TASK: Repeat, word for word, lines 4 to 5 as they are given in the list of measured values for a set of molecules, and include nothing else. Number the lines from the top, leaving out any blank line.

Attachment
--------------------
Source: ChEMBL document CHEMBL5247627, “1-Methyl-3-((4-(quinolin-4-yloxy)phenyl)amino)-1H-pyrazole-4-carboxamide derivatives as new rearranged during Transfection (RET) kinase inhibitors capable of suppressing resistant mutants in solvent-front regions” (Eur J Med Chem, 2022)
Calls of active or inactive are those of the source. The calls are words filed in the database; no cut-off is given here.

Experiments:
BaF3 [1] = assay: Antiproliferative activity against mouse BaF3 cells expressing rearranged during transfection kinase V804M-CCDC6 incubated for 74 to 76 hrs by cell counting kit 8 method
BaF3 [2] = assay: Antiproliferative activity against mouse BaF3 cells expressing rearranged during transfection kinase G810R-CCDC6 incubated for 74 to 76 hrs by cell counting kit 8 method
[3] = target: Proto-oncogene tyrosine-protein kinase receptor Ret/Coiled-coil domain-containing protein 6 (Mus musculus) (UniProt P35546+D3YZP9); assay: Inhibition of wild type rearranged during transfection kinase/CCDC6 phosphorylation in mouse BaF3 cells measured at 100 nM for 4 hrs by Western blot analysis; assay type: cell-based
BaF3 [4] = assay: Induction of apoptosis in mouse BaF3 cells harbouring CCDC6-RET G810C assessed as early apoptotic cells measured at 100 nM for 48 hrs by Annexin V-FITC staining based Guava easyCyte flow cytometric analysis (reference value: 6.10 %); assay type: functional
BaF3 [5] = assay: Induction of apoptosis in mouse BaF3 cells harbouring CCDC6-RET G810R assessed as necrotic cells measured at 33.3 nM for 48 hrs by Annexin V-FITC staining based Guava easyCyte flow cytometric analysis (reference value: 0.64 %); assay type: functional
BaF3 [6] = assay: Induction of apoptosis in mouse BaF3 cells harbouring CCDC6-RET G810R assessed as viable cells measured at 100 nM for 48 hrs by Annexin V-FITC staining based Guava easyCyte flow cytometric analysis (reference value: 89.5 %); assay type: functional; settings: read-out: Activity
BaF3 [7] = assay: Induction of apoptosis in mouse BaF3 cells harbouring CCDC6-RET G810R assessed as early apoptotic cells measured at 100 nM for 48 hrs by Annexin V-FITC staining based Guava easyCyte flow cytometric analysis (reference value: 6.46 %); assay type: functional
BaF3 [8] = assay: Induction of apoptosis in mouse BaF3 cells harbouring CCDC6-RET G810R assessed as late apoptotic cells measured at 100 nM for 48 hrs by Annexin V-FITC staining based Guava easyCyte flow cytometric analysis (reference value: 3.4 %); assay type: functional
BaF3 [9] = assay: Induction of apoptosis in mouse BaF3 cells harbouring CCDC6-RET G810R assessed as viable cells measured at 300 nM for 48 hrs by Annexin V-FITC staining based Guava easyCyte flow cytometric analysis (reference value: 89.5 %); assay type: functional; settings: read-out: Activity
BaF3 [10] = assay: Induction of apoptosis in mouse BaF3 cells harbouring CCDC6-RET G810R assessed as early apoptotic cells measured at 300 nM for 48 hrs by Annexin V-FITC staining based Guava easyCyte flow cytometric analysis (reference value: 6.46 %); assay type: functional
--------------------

BaF3 [1] = assay: Antiproliferative activity against mouse BaF3 cells expressing rearranged during transfection kinase V804M-CCDC6 incubated for 74 to 76 hrs by cell counting kit 8 method
BaF3 [2] = assay: Antiproliferative activity against mouse BaF3 cells expressing rearranged during transfection kinase G810R-CCDC6 incubated for 74 to 76 hrs by cell counting kit 8 method